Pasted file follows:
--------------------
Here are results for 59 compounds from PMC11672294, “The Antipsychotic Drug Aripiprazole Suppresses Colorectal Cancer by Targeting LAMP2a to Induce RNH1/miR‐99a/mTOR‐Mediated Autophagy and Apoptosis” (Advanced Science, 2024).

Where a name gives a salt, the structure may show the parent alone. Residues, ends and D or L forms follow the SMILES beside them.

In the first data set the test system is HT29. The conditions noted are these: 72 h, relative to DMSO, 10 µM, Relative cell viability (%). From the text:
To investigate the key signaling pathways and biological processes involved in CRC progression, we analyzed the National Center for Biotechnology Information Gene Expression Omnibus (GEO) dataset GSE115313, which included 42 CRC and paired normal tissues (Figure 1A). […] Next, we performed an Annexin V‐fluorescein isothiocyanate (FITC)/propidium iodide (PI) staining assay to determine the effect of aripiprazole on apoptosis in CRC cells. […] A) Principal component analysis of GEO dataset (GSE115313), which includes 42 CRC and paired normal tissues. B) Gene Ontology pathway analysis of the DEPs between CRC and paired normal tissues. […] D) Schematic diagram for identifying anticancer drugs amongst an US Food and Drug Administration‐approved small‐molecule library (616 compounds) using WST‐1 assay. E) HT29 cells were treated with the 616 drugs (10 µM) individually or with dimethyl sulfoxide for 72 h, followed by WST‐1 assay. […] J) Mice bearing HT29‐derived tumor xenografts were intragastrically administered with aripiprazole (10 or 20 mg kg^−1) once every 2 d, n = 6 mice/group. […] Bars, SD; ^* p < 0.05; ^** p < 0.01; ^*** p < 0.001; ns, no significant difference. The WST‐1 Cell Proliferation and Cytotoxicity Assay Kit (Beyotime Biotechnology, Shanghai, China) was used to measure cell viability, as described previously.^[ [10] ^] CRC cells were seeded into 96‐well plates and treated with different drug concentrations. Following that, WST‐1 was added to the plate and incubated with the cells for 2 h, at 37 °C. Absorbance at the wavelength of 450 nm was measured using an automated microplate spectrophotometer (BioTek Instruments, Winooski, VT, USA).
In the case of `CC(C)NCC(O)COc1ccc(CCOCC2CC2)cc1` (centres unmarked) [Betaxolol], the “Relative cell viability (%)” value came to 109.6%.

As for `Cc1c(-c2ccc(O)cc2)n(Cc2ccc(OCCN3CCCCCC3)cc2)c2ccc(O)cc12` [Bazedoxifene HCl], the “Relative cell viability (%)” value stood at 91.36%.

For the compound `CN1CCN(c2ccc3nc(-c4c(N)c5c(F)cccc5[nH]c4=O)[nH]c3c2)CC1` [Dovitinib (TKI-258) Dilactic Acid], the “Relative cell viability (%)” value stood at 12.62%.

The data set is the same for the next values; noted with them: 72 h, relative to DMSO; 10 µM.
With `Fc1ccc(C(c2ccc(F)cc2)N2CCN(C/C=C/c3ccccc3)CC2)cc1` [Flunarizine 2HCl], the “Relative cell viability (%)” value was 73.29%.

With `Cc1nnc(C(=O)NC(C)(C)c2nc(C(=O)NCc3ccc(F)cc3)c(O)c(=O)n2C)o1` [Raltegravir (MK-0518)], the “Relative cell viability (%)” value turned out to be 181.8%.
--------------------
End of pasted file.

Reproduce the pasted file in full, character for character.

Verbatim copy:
Here are results for 59 compounds from PMC11672294, “The Antipsychotic Drug Aripiprazole Suppresses Colorectal Cancer by Targeting LAMP2a to Induce RNH1/miR‐99a/mTOR‐Mediated Autophagy and Apoptosis” (Advanced Science, 2024).

Where a name gives a salt, the structure may show the parent alone. Residues, ends and D or L forms follow the SMILES beside them.

In the first data set the test system is HT29. The conditions noted are these: 72 h, relative to DMSO, 10 µM, Relative cell viability (%). From the text:
To investigate the key signaling pathways and biological processes involved in CRC progression, we analyzed the National Center for Biotechnology Information Gene Expression Omnibus (GEO) dataset GSE115313, which included 42 CRC and paired normal tissues (Figure 1A). […] Next, we performed an Annexin V‐fluorescein isothiocyanate (FITC)/propidium iodide (PI) staining assay to determine the effect of aripiprazole on apoptosis in CRC cells. […] A) Principal component analysis of GEO dataset (GSE115313), which includes 42 CRC and paired normal tissues. B) Gene Ontology pathway analysis of the DEPs between CRC and paired normal tissues. […] D) Schematic diagram for identifying anticancer drugs amongst an US Food and Drug Administration‐approved small‐molecule library (616 compounds) using WST‐1 assay. E) HT29 cells were treated with the 616 drugs (10 µM) individually or with dimethyl sulfoxide for 72 h, followed by WST‐1 assay. […] J) Mice bearing HT29‐derived tumor xenografts were intragastrically administered with aripiprazole (10 or 20 mg kg^−1) once every 2 d, n = 6 mice/group. […] Bars, SD; ^* p < 0.05; ^** p < 0.01; ^*** p < 0.001; ns, no significant difference. The WST‐1 Cell Proliferation and Cytotoxicity Assay Kit (Beyotime Biotechnology, Shanghai, China) was used to measure cell viability, as described previously.^[ [10] ^] CRC cells were seeded into 96‐well plates and treated with different drug concentrations. Following that, WST‐1 was added to the plate and incubated with the cells for 2 h, at 37 °C. Absorbance at the wavelength of 450 nm was measured using an automated microplate spectrophotometer (BioTek Instruments, Winooski, VT, USA).
In the case of `CC(C)NCC(O)COc1ccc(CCOCC2CC2)cc1` (centres unmarked) [Betaxolol], the “Relative cell viability (%)” value came to 109.6%.

As for `Cc1c(-c2ccc(O)cc2)n(Cc2ccc(OCCN3CCCCCC3)cc2)c2ccc(O)cc12` [Bazedoxifene HCl], the “Relative cell viability (%)” value stood at 91.36%.

For the compound `CN1CCN(c2ccc3nc(-c4c(N)c5c(F)cccc5[nH]c4=O)[nH]c3c2)CC1` [Dovitinib (TKI-258) Dilactic Acid], the “Relative cell viability (%)” value stood at 12.62%.

The data set is the same for the next values; noted with them: 72 h, relative to DMSO; 10 µM.
With `Fc1ccc(C(c2ccc(F)cc2)N2CCN(C/C=C/c3ccccc3)CC2)cc1` [Flunarizine 2HCl], the “Relative cell viability (%)” value was 73.29%.

With `Cc1nnc(C(=O)NC(C)(C)c2nc(C(=O)NCc3ccc(F)cc3)c(O)c(=O)n2C)o1` [Raltegravir (MK-0518)], the “Relative cell viability (%)” value turned out to be 181.8%.